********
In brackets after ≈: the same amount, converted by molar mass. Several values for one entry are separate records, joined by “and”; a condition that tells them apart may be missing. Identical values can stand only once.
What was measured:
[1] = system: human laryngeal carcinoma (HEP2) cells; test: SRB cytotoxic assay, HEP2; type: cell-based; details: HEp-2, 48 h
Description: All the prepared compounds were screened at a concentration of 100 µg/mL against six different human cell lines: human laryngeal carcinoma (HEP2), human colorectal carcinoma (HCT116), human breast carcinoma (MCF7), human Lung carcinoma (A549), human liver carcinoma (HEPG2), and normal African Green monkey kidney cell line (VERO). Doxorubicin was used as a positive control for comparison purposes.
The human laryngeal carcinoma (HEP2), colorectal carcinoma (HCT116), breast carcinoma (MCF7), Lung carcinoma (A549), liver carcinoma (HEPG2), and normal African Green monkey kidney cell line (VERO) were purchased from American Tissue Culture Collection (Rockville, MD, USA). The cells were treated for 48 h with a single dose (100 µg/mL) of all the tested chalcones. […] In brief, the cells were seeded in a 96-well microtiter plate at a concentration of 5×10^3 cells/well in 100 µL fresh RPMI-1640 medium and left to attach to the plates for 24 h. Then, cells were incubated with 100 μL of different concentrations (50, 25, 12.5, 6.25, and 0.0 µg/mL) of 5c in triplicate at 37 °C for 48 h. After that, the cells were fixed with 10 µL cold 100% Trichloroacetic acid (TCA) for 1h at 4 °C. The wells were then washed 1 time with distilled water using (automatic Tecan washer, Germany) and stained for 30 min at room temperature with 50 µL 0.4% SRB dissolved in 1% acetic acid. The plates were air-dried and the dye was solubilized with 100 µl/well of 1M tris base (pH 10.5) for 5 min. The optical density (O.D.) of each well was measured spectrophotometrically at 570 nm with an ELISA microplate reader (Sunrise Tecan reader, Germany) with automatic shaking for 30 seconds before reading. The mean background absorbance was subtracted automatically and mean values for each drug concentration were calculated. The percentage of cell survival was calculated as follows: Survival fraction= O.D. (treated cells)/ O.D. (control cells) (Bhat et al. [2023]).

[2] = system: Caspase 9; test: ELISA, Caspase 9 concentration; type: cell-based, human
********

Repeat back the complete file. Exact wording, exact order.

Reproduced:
In brackets after ≈: the same amount, converted by molar mass. Several values for one entry are separate records, joined by “and”; a condition that tells them apart may be missing. Identical values can stand only once.
What was measured:
[1] = system: human laryngeal carcinoma (HEP2) cells; test: SRB cytotoxic assay, HEP2; type: cell-based; details: HEp-2, 48 h
Description: All the prepared compounds were screened at a concentration of 100 µg/mL against six different human cell lines: human laryngeal carcinoma (HEP2), human colorectal carcinoma (HCT116), human breast carcinoma (MCF7), human Lung carcinoma (A549), human liver carcinoma (HEPG2), and normal African Green monkey kidney cell line (VERO). Doxorubicin was used as a positive control for comparison purposes.
The human laryngeal carcinoma (HEP2), colorectal carcinoma (HCT116), breast carcinoma (MCF7), Lung carcinoma (A549), liver carcinoma (HEPG2), and normal African Green monkey kidney cell line (VERO) were purchased from American Tissue Culture Collection (Rockville, MD, USA). The cells were treated for 48 h with a single dose (100 µg/mL) of all the tested chalcones. […] In brief, the cells were seeded in a 96-well microtiter plate at a concentration of 5×10^3 cells/well in 100 µL fresh RPMI-1640 medium and left to attach to the plates for 24 h. Then, cells were incubated with 100 μL of different concentrations (50, 25, 12.5, 6.25, and 0.0 µg/mL) of 5c in triplicate at 37 °C for 48 h. After that, the cells were fixed with 10 µL cold 100% Trichloroacetic acid (TCA) for 1h at 4 °C. The wells were then washed 1 time with distilled water using (automatic Tecan washer, Germany) and stained for 30 min at room temperature with 50 µL 0.4% SRB dissolved in 1% acetic acid. The plates were air-dried and the dye was solubilized with 100 µl/well of 1M tris base (pH 10.5) for 5 min. The optical density (O.D.) of each well was measured spectrophotometrically at 570 nm with an ELISA microplate reader (Sunrise Tecan reader, Germany) with automatic shaking for 30 seconds before reading. The mean background absorbance was subtracted automatically and mean values for each drug concentration were calculated. The percentage of cell survival was calculated as follows: Survival fraction= O.D. (treated cells)/ O.D. (control cells) (Bhat et al. [2023]).

[2] = system: Caspase 9; test: ELISA, Caspase 9 concentration; type: cell-based, human